A career in professional surfing sounds like the ultimate gig: travelling to vibrant beach towns around the world to compete, partying at venues where locals turn on the hospitality and then venturing to exotic, tropical islands for surf trips.
It’s true a select few enjoy this kind of enviable existence, however a ticket to the dream life doesn’t come easy. While the surf industry boomed throughout the 1990s and early 2000s, the global financial crisis, combined with growing competition in the marketplace, mean the big surf companies don’t have the same kind of cash to splash around they once did. Invariably there is less money to spend on sponsoring talented young surfers who want to chase the professional circuit.
To offset the insecurity associated with pursuing the surfing dream, some young surfers are juggling their competitive aspirations with a trade. Callum Robson, from Evans Head on the north coast of NSW, is a gifted young surfer who hammers in nails between heats in major surfing events.
Last year Callum, 18, finished second on the Australasian Junior series, which fields the best competitors from Australia and New Zealand. The result gave him a chance to line up against the best young surfers on the planet in the world pro juniors. However, while simultaneously chasing contest glory, Callum was also chipping away at his carpentry apprenticeship and working for his father, a builder.
While Callum’s dad gives him time off to surf and compete, he doesn’t cut him much slack when it comes to getting the job done and learning his trade.
“He definitely makes me work for my apprentice wage,” insisted the solidly built, natural foot surfer.
Dividing his focus between work and competing can be challenging, but Callum still gets a buzz out of his time on the tools. “It’s pretty frustrating not being able to get something right, but when you finally get the hang of something and make it look good, it’s a satisfying feeling.”
He also believes being under the pump at work offers a form of psychological training for high-intensity moments in the water. “It’s challenging trying to concentrate while the boss is breathing down my neck barking orders at me, but it’s a good pressure test for an intense competition situation.”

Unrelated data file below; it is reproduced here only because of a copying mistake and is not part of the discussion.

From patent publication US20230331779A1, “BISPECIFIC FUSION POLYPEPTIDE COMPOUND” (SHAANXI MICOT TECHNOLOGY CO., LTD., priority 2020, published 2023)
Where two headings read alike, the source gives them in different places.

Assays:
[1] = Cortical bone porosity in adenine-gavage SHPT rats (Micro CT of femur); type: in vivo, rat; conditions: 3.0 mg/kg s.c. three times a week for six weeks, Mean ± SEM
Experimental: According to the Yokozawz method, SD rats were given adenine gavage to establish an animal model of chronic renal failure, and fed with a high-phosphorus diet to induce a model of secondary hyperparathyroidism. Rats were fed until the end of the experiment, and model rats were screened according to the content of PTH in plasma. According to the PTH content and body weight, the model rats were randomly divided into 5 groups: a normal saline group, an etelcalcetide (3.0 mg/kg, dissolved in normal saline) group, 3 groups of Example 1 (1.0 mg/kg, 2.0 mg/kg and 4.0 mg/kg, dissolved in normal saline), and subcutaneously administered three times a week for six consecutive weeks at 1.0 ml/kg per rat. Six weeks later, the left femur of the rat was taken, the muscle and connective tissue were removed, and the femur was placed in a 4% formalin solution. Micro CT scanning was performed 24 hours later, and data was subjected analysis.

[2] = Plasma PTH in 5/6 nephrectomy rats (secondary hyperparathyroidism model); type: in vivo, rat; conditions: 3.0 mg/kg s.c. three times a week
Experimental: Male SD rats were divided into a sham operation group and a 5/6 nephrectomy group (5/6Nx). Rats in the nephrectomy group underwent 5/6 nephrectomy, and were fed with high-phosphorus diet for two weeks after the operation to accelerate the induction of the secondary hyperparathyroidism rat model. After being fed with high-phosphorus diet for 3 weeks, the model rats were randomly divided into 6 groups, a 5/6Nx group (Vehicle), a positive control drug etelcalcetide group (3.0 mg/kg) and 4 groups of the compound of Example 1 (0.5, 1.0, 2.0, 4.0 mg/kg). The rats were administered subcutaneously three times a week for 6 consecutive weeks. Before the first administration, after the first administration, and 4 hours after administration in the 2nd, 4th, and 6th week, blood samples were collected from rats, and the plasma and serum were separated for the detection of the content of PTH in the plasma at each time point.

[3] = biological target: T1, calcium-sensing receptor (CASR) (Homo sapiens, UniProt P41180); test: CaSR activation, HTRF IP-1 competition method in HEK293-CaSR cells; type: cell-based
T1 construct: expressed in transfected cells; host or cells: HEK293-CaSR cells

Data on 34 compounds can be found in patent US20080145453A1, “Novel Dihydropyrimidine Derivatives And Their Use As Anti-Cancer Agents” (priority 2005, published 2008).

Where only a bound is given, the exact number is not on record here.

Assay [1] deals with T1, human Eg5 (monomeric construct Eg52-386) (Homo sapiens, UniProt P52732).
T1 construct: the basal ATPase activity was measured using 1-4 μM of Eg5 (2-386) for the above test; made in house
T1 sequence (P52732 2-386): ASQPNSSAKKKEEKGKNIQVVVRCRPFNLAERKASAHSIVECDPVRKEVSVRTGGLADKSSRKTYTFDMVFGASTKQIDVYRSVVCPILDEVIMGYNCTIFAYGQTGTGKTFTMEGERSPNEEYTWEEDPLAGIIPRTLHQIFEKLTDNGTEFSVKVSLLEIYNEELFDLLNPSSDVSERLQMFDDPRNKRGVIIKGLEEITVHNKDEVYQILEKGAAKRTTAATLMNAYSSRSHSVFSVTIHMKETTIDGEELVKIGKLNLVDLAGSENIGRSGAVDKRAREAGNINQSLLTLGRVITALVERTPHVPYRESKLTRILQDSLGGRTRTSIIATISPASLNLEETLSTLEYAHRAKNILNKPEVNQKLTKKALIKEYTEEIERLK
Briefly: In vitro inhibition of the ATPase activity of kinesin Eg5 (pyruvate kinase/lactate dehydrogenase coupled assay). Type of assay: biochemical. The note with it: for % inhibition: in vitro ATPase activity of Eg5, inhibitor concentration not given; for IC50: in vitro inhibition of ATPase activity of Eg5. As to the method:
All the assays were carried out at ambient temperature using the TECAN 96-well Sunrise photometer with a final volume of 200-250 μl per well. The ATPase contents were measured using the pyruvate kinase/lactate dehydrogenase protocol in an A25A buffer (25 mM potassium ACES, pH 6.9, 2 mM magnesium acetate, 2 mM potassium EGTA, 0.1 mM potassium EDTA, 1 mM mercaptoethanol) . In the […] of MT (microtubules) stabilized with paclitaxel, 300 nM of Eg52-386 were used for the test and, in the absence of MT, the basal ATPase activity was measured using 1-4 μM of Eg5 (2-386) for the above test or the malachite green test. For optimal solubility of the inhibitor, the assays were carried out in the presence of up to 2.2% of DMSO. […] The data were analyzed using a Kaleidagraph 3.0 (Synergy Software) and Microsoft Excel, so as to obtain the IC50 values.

Callum’s media profile recently received a spike, cour tesy of a sur f-magazine trip to Indonesia. Travelling on board a chartered yacht alongside six other young professionals, Callum journeyed through a series of island chains in northern Indonesia. The region is really like Disneyland for surfers, with each island offering a range of different waves. The shallow reefs in the region are famous for twisting the Indian Ocean swells into long, curling cylinders. Between surfs, playing cards and fishing were the primary focus for the seven surfers of fortune. “Yeah the trip was amazing! It was my first boat trip so that was a huge highlight in itself…so many laughs after surfing all day,” reflected Callum.
Ups And Downs
On such trips the camera lenses (stills and video) are pointed at the surfers every time they hit the water, creating the platform for a different kind of competition; one where the best photos and footage get the most airplay in the competitive surf-media landscape. Not surprisingly, when seven talented surfers descend on one break you can expect the level of performance to be pushed to extremes.